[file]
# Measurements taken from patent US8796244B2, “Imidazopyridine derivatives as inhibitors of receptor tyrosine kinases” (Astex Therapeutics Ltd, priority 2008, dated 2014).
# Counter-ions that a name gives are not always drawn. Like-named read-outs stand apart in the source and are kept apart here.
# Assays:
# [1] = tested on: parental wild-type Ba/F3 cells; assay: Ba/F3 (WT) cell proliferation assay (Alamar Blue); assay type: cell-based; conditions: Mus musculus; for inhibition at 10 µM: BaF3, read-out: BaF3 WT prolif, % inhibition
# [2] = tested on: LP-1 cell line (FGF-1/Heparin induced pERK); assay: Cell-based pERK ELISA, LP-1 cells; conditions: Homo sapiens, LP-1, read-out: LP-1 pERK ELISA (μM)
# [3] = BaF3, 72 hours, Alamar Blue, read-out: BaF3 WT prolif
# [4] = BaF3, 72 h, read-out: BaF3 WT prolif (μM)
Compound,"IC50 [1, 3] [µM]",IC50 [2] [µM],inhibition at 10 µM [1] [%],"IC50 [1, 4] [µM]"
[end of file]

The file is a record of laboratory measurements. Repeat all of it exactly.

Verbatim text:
# Measurements taken from patent US8796244B2, “Imidazopyridine derivatives as inhibitors of receptor tyrosine kinases” (Astex Therapeutics Ltd, priority 2008, dated 2014).
# Counter-ions that a name gives are not always drawn. Like-named read-outs stand apart in the source and are kept apart here.
# Assays:
# [1] = tested on: parental wild-type Ba/F3 cells; assay: Ba/F3 (WT) cell proliferation assay (Alamar Blue); assay type: cell-based; conditions: Mus musculus; for inhibition at 10 µM: BaF3, read-out: BaF3 WT prolif, % inhibition
# [2] = tested on: LP-1 cell line (FGF-1/Heparin induced pERK); assay: Cell-based pERK ELISA, LP-1 cells; conditions: Homo sapiens, LP-1, read-out: LP-1 pERK ELISA (μM)
# [3] = BaF3, 72 hours, Alamar Blue, read-out: BaF3 WT prolif
# [4] = BaF3, 72 h, read-out: BaF3 WT prolif (μM)
Compound,"IC50 [1, 3] [µM]",IC50 [2] [µM],inhibition at 10 µM [1] [%],"IC50 [1, 4] [µM]"